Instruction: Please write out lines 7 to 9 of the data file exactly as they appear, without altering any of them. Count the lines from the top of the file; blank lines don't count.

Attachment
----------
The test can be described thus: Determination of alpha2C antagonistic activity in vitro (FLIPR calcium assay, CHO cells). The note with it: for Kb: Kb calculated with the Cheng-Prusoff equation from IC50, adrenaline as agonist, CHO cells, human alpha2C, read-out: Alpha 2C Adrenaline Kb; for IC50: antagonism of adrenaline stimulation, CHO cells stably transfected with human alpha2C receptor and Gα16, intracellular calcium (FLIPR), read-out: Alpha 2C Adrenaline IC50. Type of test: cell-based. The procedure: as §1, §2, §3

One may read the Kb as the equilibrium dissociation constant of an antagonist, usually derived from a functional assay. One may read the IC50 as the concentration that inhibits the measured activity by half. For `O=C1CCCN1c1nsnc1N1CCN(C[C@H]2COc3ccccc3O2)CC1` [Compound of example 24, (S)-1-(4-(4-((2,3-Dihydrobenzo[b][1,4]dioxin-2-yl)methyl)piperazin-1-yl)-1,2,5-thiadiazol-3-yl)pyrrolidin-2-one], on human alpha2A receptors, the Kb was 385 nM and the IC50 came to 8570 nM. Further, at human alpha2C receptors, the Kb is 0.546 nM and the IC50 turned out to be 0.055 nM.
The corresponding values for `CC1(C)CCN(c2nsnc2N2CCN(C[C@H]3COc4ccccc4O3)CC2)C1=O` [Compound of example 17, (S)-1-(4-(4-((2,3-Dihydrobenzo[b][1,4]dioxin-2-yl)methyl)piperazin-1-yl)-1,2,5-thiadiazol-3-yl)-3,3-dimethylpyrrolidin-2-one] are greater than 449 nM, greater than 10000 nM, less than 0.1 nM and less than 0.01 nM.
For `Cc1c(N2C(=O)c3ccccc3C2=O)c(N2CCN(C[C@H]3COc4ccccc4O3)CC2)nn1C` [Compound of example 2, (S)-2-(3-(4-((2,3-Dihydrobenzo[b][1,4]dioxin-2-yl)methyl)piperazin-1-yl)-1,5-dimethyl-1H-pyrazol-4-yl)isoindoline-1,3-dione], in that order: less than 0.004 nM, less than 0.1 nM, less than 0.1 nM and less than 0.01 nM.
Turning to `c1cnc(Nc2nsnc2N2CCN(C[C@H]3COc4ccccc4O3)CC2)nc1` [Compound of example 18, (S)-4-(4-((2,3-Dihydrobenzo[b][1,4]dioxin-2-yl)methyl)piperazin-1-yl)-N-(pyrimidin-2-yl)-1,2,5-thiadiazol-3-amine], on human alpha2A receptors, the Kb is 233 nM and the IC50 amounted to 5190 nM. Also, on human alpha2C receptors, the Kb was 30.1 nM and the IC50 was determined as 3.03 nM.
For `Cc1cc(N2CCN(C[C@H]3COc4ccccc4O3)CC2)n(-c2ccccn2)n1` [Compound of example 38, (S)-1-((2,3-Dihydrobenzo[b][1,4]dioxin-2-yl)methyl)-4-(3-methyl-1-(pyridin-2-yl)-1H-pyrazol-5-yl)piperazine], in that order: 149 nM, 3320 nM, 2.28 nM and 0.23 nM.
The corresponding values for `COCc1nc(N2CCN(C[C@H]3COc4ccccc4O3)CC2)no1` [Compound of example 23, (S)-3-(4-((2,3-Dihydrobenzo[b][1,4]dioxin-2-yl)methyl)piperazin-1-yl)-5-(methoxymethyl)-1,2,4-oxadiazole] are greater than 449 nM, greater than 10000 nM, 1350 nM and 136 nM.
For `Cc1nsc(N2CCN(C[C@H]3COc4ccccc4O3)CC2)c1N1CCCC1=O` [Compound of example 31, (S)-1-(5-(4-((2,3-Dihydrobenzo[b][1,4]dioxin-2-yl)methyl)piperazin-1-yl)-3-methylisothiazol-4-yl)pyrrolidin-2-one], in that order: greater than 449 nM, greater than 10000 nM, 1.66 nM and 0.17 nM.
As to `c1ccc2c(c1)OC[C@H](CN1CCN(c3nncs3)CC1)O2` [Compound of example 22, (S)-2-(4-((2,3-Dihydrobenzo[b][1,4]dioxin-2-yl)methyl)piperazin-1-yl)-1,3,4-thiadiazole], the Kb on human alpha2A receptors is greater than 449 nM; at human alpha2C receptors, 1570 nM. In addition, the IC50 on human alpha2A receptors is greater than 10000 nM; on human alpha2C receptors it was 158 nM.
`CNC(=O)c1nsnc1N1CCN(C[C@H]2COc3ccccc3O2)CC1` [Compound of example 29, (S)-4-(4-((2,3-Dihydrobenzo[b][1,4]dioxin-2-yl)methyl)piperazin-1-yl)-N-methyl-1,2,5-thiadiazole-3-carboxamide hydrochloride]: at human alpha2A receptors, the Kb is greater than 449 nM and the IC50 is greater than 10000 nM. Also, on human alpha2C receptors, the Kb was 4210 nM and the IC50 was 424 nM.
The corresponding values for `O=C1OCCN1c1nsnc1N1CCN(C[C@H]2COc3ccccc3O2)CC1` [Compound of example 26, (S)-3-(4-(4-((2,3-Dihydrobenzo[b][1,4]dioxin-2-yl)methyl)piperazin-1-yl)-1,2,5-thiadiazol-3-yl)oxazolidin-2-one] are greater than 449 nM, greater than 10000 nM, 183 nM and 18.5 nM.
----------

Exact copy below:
The corresponding values for `COCc1nc(N2CCN(C[C@H]3COc4ccccc4O3)CC2)no1` [Compound of example 23, (S)-3-(4-((2,3-Dihydrobenzo[b][1,4]dioxin-2-yl)methyl)piperazin-1-yl)-5-(methoxymethyl)-1,2,4-oxadiazole] are greater than 449 nM, greater than 10000 nM, 1350 nM and 136 nM.
For `Cc1nsc(N2CCN(C[C@H]3COc4ccccc4O3)CC2)c1N1CCCC1=O` [Compound of example 31, (S)-1-(5-(4-((2,3-Dihydrobenzo[b][1,4]dioxin-2-yl)methyl)piperazin-1-yl)-3-methylisothiazol-4-yl)pyrrolidin-2-one], in that order: greater than 449 nM, greater than 10000 nM, 1.66 nM and 0.17 nM.
As to `c1ccc2c(c1)OC[C@H](CN1CCN(c3nncs3)CC1)O2` [Compound of example 22, (S)-2-(4-((2,3-Dihydrobenzo[b][1,4]dioxin-2-yl)methyl)piperazin-1-yl)-1,3,4-thiadiazole], the Kb on human alpha2A receptors is greater than 449 nM; at human alpha2C receptors, 1570 nM. In addition, the IC50 on human alpha2A receptors is greater than 10000 nM; on human alpha2C receptors it was 158 nM.